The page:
With nearly half the world’s population affected by water scarcity and demand for freshwater continuing to soar, a WWF report released at the 20th International Riversymposium in Brisbane shows how governments can successfully protect and restore river flows – helping to ensure sufficient water for people and nature.

Protected areas are a cornerstone strategy for terrestrial and increasingly marine biodiversity conservation, but their use for conserving inland waters has received comparatively scant attention. In 2010, the Convention on Biological Diversity (CBD) included a target of 17% protection for inland waters, yet there has been no meaningful way of measuring progress toward that target. Defining and evaluating “protection” is especially complicated for rivers because their integrity is intimately linked to impacts in their upstream catchments.

The Cooperation in International Waters in Africa (CIWA) program supports the management and development of transboundary waters for sustainable development, poverty alleviation, and improved climate resilience.

The objective of this study is to analyze heterogeneous perceptions of the relative importance of riverine ecosystem services to inform policy decisions. To improve allocation of scarce resources across competing uses, it is crucial to understand the values placed on various water uses.

This document presents the details on monitoring of glacial lakes and water bodies in the Indian Himalayan region during the month of June 2017 using satellite remote sensing technique including the data used and methodology followed in this study.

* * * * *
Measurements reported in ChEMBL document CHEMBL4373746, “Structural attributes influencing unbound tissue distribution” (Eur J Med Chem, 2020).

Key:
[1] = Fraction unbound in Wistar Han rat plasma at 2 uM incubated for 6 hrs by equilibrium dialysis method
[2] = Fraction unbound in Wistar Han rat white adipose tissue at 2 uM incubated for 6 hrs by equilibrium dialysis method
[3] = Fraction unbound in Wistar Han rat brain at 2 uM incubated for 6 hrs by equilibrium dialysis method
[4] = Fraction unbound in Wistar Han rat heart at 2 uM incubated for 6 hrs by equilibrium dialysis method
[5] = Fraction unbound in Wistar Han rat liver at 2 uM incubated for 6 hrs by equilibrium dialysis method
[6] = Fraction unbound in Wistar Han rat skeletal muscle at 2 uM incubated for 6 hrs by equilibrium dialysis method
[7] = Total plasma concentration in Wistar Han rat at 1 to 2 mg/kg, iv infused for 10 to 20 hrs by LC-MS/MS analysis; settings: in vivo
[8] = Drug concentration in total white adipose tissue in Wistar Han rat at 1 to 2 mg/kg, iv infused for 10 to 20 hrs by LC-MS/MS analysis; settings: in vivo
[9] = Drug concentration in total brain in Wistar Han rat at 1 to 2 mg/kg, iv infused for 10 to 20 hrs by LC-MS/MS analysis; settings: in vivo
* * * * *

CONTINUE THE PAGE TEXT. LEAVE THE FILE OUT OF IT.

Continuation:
Question raised in Lok Sabha on River Pollution, 18/07/2017. The Central Pollution Control Board (CPCB) in association with the State Pollution Control Boards monitors the river water quality across the country through a network of 1275 monitoring stations on various rivers under the National Water Quality Monitoring Programme. As per the report published by CPCB in February 2015, 302 polluted river stretches have been identified on 275 rivers based on Bio-chemical Oxygen Demand (BOD) levels, a key indicator of organic pollution.

Unabated climate change would bring devastating consequences to countries in Asia and the Pacific, which could severely affect their future growth, reverse current development gains, and degrade quality of life, according to a report produced by the Asian Development Bank (ADB) and the Potsdam Institute for Climate Impact Research (PIK).

Water is a stress multiplier in Africa. Climate change and development decisions manifest in stressed water resources, while poor governance further undermines water security.

This paper explores the potential of a range of peri-urban environmentalisms to come together in support of sustainable urbanisation. The present-day ‘urban,’ along with the dominant planning visions of urbanisation, lack in inclusivity, deliberative democracy, grassroots innovations, and bottom-up processes of knowledge generation.

Knowledge is the basis for sustainable development, but successful implementation depends on understanding what works in the field and where to improve lives and the environment.

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